Long before I entered the world of textile design, I admired artists whose work featured patterns prominently within their paintings. To this day, almost nothing in a painting will stir my heart more than seeing textiles, wallpaper or other patterned surroundings painted with great detail and care, so you can imagine my utter delight when artist Stephanie Borg introduced herself on Facebook!
“My name is Stephanie Borg and I am from Malta, currently also residing in this colourful tiny island in the middle of the Mediterranean. I’m a self-taught artist with a great passion for colour and pattern. I am also a graphic designer with over 20 years of professional experience in the field.
My fascination for colour and pattern has been my constant companion since childhood – I used to accompany my mother to textile shops and was always asking for fabric scraps so that when at home, I would study the patterns and colour combinations, and try to match them together, whilst also trying my hand at drawing my own creations.
After completing post-secondary school and choosing to be a graphic designer, working my way up to a senior post, I moved to the Sultanate of Oman, where I lived for about 6 years. In Oman I started drawing again and I have been quite prolific since then. My greatest source of inspiration were the Omani women in their traditional attire with all their different colours, patterns, sequins, fringes and all sorts of embellishments. The Middle East has greatly influenced my work and enriched my passion for colour and pattern, and challenged me to look at colour combinations from a non-western perspective. The Omani women inspired my series of ink drawings that allowed me to draw these subjects in all their colourful glory whilst creating my own patterns and colour schemes. These drawings feature on my Art Cards, Wrapping Paper and Prints.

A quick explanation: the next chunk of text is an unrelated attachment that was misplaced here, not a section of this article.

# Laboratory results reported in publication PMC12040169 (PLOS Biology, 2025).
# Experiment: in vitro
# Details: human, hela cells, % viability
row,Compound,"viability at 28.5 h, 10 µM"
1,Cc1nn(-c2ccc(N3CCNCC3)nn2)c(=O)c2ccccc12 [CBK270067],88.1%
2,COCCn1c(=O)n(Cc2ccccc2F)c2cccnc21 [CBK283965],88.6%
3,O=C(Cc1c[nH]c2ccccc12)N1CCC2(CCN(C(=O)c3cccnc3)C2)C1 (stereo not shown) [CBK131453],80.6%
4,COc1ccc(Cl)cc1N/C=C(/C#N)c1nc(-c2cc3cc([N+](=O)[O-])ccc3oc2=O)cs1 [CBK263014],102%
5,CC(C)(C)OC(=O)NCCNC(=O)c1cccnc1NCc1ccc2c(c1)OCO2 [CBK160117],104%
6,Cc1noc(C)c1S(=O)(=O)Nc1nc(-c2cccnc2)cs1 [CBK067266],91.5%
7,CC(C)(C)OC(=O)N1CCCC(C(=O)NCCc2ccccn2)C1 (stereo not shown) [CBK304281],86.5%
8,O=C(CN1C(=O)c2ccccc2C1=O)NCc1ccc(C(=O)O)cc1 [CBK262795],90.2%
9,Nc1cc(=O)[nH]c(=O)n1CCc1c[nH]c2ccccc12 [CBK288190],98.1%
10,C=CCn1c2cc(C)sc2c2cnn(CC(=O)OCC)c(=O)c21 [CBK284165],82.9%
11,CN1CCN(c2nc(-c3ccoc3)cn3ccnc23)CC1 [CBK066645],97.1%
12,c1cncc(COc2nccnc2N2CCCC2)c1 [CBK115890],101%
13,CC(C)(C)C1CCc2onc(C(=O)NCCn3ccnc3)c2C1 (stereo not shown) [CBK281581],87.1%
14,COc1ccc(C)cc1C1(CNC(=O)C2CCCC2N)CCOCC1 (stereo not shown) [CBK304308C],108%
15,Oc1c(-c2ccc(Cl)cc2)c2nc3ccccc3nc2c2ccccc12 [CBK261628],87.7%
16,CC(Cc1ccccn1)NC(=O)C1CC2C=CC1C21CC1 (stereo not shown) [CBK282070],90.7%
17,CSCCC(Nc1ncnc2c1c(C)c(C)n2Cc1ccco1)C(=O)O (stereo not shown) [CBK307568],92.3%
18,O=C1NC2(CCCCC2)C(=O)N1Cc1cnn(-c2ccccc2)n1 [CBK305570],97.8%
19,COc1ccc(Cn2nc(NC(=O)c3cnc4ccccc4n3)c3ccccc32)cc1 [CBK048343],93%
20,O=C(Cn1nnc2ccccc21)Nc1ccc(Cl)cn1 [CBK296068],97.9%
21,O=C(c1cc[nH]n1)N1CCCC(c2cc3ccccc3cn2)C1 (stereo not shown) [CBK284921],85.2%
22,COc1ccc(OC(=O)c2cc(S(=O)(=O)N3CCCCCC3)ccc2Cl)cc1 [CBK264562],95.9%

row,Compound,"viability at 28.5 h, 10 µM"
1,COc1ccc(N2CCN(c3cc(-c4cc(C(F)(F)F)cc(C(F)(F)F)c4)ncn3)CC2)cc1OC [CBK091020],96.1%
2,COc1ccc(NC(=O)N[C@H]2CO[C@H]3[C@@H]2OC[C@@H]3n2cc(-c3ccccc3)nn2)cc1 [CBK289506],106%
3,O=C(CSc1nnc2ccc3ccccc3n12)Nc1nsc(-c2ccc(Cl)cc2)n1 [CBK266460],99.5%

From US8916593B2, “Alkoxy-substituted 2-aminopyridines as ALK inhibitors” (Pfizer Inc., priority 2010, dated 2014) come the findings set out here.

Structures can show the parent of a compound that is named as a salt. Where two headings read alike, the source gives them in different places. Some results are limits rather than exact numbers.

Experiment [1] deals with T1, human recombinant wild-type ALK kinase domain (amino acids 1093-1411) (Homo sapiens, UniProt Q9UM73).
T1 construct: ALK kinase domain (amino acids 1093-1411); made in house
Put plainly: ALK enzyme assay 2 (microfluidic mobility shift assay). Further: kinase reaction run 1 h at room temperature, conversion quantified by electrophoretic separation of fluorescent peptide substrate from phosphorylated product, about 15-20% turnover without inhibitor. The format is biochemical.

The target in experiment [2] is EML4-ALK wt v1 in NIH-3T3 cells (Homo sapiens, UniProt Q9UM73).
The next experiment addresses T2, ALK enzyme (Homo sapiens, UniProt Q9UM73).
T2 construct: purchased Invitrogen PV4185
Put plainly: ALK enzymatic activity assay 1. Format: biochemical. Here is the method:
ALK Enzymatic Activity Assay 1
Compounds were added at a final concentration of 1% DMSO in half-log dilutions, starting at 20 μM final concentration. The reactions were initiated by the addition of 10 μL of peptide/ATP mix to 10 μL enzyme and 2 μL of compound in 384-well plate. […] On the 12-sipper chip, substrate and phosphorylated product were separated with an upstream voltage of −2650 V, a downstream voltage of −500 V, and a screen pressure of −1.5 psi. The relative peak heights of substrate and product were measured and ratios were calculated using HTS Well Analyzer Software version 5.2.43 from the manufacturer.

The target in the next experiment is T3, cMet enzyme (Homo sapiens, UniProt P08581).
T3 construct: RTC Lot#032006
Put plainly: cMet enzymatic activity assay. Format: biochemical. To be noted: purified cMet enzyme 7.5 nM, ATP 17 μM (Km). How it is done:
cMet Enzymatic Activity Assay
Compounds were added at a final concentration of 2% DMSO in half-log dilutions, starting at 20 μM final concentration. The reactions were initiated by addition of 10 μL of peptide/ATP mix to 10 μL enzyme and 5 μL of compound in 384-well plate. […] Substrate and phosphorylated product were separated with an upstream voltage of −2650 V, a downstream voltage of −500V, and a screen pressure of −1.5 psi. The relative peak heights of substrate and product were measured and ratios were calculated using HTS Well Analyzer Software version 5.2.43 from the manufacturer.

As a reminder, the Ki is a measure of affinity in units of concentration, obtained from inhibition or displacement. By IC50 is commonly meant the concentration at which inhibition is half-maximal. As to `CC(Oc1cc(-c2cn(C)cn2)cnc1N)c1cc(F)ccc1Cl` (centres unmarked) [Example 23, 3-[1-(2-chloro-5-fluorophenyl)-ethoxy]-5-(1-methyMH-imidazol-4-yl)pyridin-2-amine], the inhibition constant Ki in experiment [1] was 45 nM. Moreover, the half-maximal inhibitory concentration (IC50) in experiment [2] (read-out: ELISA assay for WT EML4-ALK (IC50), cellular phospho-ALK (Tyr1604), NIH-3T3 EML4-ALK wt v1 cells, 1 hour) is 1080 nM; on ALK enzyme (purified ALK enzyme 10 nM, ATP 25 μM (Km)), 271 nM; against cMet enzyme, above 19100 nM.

Upon my return to Malta in 2008, I rekindled my love for old Maltese patterned cement tiles. Since then I have been photographing and redrawing these patterns, some of which I meticulously included in my ink drawings whilst others I drew in digital format. In 2013, I launched my ‘Mug Collection’ inspired by these tiles. In this collection I decided to give the concept a twist, in that I chose a more contemporary palette instead of the traditional colour schemes. Last year I launched a Collection of Prints featuring these patterns, whereby I kept faithful to the original colours and lines. My aim is to revive an awareness to this dying craft of cement tile-making and to bring these old patterns back to life again through objects of every-day use. I invested in my own set-up to produce the mugs: I have a printer that takes sublimation ink and paper on which I print my artworks and then I heat press each mug individually myself. I have also designed my own packaging. Each mug is individually wrapped and tied together with a ribbon and a descriptive tag.
My current projects include the launch of a new range of mugs entitled “The Artist’s Collection” whereby I am creating different artworks, illustrations and patterns that would be the reflection of my muse at the time of creation. I am also collaborating with a local creator of organic soaps and lotions, Charlene Mercieca of Soap Cafe, and together we are developing a line of products for which I will be designing the packaging that would feature patterns inspired by the Maltese tiles. I am also in the process of creating a range of coasters to complement my Mug Collection.
In the meantime, I’m working on a new collection of ink drawings in preparation to my next solo expo in a couple of year’s time that would have Malta’s daily life and culture as a theme. My technique involves applying washes of ink layer upon layer until the desired effect, hue and opacity are achieved. This is quite a time-consuming technique and it takes me about a full-working week to finish one small piece.
Last April I was invited to be part of a collective art exhibition that was organised by Malta Enterprise and held at their recently-opened premises. During the year I take part in various local Artisan Fairs that help me gain more exposure and reach more locals and tourists alike. Interacting with people helps me gauge market likes and preferences that I take into consideration when coming up with a new line, but ultimately I always keep true to who I am as an artist.”
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